Shaping the Self: print culture and the construction of collective identity (1460-1660)
The inspiration behind the conference Shaping the Self stemmed from a desire to explore the ways
in which early print culture influenced the creation and development of identity. How did the advent
of the printing press influence collective or individual identity? And how did communities or specific
individuals use this medium to preserve or shape distinct characteristics? In order to answer these
broad questions, it seemed essential to share them with researchers from a range of different
disciplinary backgrounds. Our conference, which took place on 5th March 2016, brought together
postgraduate students, early career researchers and established scholars working in Modern
Languages, English, History, and Art History, all of whom shared an interest in the social impact of
early print.
The conference opened with a panel that explored the relationship between print and urban
identity, with two papers exploring William Caxton’s Recuyell of the historyes of Troy (Colin Davey)
and the paratextual presentation of Girolamo Savonarola's works in relation to contemporary
Florentine readers (Dr Jennifer Newman). The second panel then presented a juxtaposition of the
construction of individual and collective identities, with a focused study of the use of printed texts
by different religious communities within the Spanish Empire (Diego Rubio) and an
in-depth analysis of the English author Thomas Churchyard's identity in his publications (Dr
Lawrence Green). Both panels were followed by lively discussion.
After a pause for a plentiful lunch, our keynote speaker, Dr Luc Racaut, followed with a
talk on ‘Printing and the construction of Protestant Identity during the French
Wars of Religion’. His paper examined how the Huguenots and the Catholics used emotions
and passions in martyrology narratives to shape religious identity during the
French reformation, and was followed by questions from the chair, Rebecca Pilliere, and the floor.
The final panel of the day explored a wide range of printformats, with papers exploring displays of
power and prestige in Johannes Blaeu's atlas Theatrum Italiae (Gloria Moorman) and the printed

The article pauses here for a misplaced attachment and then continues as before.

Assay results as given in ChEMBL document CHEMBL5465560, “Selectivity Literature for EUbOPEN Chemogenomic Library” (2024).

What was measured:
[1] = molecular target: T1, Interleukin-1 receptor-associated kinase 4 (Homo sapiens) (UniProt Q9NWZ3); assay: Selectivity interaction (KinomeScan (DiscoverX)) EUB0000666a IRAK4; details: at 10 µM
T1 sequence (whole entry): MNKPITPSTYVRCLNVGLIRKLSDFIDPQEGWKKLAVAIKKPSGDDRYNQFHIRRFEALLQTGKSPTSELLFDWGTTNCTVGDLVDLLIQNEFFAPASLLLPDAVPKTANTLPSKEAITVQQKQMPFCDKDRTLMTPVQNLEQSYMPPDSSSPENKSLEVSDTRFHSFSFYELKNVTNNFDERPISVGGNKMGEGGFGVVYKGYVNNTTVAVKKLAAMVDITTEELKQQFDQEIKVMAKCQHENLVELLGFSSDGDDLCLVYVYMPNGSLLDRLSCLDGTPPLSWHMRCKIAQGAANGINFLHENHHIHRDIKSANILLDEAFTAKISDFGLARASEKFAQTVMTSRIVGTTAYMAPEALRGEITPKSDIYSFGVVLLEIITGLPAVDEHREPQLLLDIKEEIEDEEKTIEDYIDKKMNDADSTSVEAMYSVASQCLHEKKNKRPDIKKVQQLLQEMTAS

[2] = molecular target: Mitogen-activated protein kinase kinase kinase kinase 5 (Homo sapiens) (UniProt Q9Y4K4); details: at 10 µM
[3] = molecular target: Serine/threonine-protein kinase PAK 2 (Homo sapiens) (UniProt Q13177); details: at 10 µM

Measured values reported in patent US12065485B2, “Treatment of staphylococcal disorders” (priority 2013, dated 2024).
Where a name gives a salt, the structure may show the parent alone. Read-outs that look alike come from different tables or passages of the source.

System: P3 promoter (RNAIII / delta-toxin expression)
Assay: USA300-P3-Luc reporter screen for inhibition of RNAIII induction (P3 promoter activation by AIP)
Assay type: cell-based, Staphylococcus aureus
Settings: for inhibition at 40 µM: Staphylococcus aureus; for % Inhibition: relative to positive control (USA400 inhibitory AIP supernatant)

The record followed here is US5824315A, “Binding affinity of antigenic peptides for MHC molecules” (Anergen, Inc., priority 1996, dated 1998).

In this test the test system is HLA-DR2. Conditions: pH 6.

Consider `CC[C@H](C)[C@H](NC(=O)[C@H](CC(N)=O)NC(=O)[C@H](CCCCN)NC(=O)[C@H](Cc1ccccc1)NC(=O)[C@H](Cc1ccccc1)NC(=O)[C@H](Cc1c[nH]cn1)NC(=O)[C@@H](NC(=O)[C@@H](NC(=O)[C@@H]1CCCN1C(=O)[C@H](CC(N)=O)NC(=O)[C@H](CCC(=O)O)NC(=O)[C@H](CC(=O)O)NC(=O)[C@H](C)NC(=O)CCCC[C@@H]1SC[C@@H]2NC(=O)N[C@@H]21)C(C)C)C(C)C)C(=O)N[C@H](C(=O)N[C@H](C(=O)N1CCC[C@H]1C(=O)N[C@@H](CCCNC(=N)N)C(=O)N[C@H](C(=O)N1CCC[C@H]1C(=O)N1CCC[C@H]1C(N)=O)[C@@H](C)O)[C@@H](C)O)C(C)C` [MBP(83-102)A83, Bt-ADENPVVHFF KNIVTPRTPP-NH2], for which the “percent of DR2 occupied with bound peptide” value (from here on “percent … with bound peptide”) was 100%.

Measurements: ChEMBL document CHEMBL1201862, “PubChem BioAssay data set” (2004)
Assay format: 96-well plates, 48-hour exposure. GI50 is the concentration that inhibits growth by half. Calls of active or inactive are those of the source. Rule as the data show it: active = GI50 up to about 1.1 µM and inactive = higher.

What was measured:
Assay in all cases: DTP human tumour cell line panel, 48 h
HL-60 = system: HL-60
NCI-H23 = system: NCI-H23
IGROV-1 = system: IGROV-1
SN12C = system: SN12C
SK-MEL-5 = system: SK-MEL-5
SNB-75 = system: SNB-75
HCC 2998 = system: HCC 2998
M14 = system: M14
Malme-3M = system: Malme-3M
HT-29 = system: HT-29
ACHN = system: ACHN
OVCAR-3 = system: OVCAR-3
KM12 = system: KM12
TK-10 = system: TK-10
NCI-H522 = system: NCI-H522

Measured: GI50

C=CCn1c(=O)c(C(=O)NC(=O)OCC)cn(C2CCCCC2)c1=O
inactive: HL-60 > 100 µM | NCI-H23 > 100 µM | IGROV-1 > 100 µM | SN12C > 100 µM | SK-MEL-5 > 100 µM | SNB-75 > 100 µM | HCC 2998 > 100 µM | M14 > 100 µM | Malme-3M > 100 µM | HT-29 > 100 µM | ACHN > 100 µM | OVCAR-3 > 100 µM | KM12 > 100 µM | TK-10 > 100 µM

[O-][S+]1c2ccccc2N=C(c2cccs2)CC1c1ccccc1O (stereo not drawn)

games of Giuseppe Maria Mitelli in the context of early modern Bologna (Naomi Lebens). The
conference ended with a roundtable discussion chaired by the organizers. This drew together
various threads from throughout the day, including a questioning of the established notion of print
as an 'agent of change', the use of print for the preservation of identities on the wane, and indeed
the question of precisely what 'identity' meant to early modern individuals and groups. The
interdisciplinary approach of our discussion led to some thought-provoking conclusions regarding
definitions of this notion, and the impact of print at a time when Europe as a whole underwent a
period marked by conflicts and changes marked by the juxtaposition of different identities.
As organizers and delegates, we were extremely pleased with how the day went. The papers were
all of an excellent standard and prompted lively, interdisciplinary dialogue centred on the theme of
identity. In spite of some late cancellations, the number of delegates (approximately 25) was well
suited for the informal discussion we had envisaged. In bringing together participants from a wide
range of institutions involved in a number of ongoing projects related to early print culture, we are
confident that the conference has made a valuable contribution. We were also particularly pleased
to hear that Rebecca Carnevali and Gloria Moorman, both PhD students in the Renaissance
Centre, have been awarded a HRC Doctoral Fellowship for the coming year and will be organizing
their own conference onearly modern Italian print culture next year.
We are extremely grateful for the generous support we have received from the HRC. Thanks must
also go to Daniele Zecchinato, who helped out on the day, and Rebecca Carnevali, who livetweeted the event (this can be revisited on Last
but not least, we would like to thank Sue Dibben for her tireless support over the course of the last
year and on the day itself.